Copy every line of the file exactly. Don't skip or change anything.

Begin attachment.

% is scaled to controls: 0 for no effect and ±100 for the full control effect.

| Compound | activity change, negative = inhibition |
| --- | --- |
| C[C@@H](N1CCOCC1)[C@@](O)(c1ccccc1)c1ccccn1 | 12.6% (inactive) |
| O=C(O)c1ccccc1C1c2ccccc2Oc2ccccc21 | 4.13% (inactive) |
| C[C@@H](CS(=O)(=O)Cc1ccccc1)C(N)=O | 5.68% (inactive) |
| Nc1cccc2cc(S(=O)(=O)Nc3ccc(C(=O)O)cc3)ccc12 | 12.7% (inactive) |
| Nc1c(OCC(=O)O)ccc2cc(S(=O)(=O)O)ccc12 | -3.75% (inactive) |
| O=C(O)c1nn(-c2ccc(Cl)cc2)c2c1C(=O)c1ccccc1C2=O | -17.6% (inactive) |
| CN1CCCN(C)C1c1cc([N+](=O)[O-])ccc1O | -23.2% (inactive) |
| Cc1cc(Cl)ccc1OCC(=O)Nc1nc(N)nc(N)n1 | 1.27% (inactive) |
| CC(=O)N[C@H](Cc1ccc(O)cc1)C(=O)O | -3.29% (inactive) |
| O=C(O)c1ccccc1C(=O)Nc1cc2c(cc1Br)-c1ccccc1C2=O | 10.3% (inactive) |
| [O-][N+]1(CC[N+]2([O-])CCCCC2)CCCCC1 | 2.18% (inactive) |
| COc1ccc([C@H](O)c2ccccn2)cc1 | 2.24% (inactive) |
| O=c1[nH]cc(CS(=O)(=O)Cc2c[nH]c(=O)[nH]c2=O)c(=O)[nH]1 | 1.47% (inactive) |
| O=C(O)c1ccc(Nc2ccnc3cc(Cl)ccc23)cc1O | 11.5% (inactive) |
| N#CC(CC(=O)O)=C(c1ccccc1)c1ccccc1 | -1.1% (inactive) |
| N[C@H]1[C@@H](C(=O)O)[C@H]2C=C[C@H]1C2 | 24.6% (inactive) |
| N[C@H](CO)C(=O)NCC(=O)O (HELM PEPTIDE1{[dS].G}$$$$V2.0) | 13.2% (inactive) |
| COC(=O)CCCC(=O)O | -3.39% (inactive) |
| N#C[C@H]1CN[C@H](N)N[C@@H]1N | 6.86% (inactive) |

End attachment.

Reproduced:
% is scaled to controls: 0 for no effect and ±100 for the full control effect.

| Compound | activity change, negative = inhibition |
| --- | --- |
| C[C@@H](N1CCOCC1)[C@@](O)(c1ccccc1)c1ccccn1 | 12.6% (inactive) |
| O=C(O)c1ccccc1C1c2ccccc2Oc2ccccc21 | 4.13% (inactive) |
| C[C@@H](CS(=O)(=O)Cc1ccccc1)C(N)=O | 5.68% (inactive) |
| Nc1cccc2cc(S(=O)(=O)Nc3ccc(C(=O)O)cc3)ccc12 | 12.7% (inactive) |
| Nc1c(OCC(=O)O)ccc2cc(S(=O)(=O)O)ccc12 | -3.75% (inactive) |
| O=C(O)c1nn(-c2ccc(Cl)cc2)c2c1C(=O)c1ccccc1C2=O | -17.6% (inactive) |
| CN1CCCN(C)C1c1cc([N+](=O)[O-])ccc1O | -23.2% (inactive) |
| Cc1cc(Cl)ccc1OCC(=O)Nc1nc(N)nc(N)n1 | 1.27% (inactive) |
| CC(=O)N[C@H](Cc1ccc(O)cc1)C(=O)O | -3.29% (inactive) |
| O=C(O)c1ccccc1C(=O)Nc1cc2c(cc1Br)-c1ccccc1C2=O | 10.3% (inactive) |
| [O-][N+]1(CC[N+]2([O-])CCCCC2)CCCCC1 | 2.18% (inactive) |
| COc1ccc([C@H](O)c2ccccn2)cc1 | 2.24% (inactive) |
| O=c1[nH]cc(CS(=O)(=O)Cc2c[nH]c(=O)[nH]c2=O)c(=O)[nH]1 | 1.47% (inactive) |
| O=C(O)c1ccc(Nc2ccnc3cc(Cl)ccc23)cc1O | 11.5% (inactive) |
| N#CC(CC(=O)O)=C(c1ccccc1)c1ccccc1 | -1.1% (inactive) |
| N[C@H]1[C@@H](C(=O)O)[C@H]2C=C[C@H]1C2 | 24.6% (inactive) |
| N[C@H](CO)C(=O)NCC(=O)O (HELM PEPTIDE1{[dS].G}$$$$V2.0) | 13.2% (inactive) |
| COC(=O)CCCC(=O)O | -3.39% (inactive) |
| N#C[C@H]1CN[C@H](N)N[C@@H]1N | 6.86% (inactive) |